Born in 1968, the Swiss composer Richard Dubugnon writes music that has been described as ‘driven by a playful modern sensibility’ (New York Times). His work list includes all genres, from solo pieces to large orchestral works, such as the Helvetia Symphony, scored for the same forces as Stravinsky’s Rite of Spring. &&&He has also written for smaller orchestra, however, and this disc is bookended by his two chamber symphonies. Chamber Symphony No. 1 was composed in 2013, and in his liner notes the composer admits to influences from Arnold Schoenberg and Franz Schreker, as well as Olivier Messiaen: ‘if passionate gestures evoke the decadent Vienna of the turn of the 20th century, the overall harmonic colour remains quite “French”… Switzerland is, after all, half way between Vienna and Paris.’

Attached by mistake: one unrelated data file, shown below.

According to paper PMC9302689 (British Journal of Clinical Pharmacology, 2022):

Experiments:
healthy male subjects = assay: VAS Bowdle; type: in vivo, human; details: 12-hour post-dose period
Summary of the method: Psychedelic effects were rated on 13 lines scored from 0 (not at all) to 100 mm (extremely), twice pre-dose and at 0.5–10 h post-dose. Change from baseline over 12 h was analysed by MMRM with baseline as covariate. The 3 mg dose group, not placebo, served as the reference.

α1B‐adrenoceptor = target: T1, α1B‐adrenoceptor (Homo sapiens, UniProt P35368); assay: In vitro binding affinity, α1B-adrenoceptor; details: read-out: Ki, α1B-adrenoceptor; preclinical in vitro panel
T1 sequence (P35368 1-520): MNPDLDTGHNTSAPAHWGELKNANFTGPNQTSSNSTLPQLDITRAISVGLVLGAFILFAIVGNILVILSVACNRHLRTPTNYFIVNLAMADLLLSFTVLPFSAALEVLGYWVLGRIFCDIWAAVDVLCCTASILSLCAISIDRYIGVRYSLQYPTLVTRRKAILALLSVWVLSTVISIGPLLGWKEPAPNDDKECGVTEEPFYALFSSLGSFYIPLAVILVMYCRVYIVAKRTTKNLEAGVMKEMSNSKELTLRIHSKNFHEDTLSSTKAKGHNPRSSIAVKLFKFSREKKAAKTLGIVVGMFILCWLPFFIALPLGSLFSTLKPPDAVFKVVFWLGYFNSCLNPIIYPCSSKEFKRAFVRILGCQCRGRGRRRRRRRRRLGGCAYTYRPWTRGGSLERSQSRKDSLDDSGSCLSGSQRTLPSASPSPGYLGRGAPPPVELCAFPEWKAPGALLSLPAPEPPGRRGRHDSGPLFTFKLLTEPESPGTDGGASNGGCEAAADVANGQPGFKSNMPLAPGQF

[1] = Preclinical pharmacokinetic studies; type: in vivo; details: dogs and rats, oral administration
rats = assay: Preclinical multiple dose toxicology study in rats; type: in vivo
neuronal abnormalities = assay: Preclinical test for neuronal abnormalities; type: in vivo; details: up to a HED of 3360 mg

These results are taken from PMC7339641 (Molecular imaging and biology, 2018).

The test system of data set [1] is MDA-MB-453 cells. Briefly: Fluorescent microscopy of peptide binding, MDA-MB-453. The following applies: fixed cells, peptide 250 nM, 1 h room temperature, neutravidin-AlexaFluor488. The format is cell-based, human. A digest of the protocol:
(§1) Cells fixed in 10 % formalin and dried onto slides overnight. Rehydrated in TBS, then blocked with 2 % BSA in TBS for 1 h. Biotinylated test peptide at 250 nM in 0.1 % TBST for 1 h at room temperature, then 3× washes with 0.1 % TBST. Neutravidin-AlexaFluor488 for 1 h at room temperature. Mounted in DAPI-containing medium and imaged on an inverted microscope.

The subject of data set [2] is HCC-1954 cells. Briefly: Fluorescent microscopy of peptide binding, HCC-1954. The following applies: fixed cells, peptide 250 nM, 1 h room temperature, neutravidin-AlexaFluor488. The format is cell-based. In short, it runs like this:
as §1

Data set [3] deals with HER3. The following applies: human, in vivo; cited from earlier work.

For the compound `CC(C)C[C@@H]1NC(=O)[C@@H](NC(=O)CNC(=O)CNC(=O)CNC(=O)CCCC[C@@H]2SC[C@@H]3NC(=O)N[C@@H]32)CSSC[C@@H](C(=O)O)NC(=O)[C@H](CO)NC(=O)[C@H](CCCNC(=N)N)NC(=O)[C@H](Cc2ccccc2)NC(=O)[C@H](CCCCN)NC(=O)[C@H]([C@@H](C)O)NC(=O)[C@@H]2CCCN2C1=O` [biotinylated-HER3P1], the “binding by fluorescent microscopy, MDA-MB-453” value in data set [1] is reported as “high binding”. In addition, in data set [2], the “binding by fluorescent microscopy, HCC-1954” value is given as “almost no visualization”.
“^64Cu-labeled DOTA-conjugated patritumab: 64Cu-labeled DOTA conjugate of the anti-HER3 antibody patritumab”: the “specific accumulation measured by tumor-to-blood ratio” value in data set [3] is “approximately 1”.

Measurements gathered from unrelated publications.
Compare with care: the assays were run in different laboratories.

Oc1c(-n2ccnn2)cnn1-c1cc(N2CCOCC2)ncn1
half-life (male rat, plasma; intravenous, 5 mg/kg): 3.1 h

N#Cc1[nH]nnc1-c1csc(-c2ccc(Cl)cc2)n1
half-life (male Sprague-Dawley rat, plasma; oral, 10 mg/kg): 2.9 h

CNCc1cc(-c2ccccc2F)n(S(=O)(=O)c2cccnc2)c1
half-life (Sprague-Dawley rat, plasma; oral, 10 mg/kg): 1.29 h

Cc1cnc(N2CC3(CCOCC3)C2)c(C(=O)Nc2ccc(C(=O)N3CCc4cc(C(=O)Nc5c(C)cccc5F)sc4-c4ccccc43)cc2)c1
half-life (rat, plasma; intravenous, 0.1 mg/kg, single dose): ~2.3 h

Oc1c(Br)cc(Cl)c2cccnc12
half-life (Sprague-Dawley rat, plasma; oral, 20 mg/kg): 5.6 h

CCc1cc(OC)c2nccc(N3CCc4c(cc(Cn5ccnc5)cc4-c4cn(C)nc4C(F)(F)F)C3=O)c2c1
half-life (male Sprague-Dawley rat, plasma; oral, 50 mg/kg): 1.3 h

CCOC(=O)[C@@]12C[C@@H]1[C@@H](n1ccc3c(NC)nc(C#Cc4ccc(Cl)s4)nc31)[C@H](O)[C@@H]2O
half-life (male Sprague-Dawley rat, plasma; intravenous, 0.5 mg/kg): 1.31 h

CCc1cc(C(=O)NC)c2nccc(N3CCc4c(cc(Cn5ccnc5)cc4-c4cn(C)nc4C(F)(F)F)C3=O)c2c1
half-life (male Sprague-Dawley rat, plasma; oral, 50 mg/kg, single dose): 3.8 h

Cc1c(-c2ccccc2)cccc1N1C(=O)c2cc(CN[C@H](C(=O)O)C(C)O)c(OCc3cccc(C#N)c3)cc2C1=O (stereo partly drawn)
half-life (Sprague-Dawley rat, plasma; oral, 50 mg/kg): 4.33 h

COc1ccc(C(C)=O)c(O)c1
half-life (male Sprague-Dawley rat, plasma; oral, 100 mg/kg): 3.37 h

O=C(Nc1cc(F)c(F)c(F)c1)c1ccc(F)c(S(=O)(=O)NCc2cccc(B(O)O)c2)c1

In contrast, the initial inspiration for Chamber Symphony No. 2 (2017) was a visual one – a stained-glass panel from 1658 commemorating the first members of Musikkollegium Winterthur, for which the work was written. Dubugnon creates a chaconne based on the colours of the stained glass, but also includes a Bach fragment in allusion to a reference on the panel to Psalm 150. These elements are used in various ways throughout the piece, which ends in a big accelerando. Framed by the symphonies is the concerto Klaveriana for piano, orchestra and obbligato celesta. Featuring a wide range of piano techniques, the concerto is unusual in that it incorporates an important part for the celesta which functions as a mysterious reflection of the piano. The disc is a first on BIS from Musikkollegium Winterthur under its conductor Thomas Zehetmair, with Noriko Ogawa as the soloist in Klaveriana.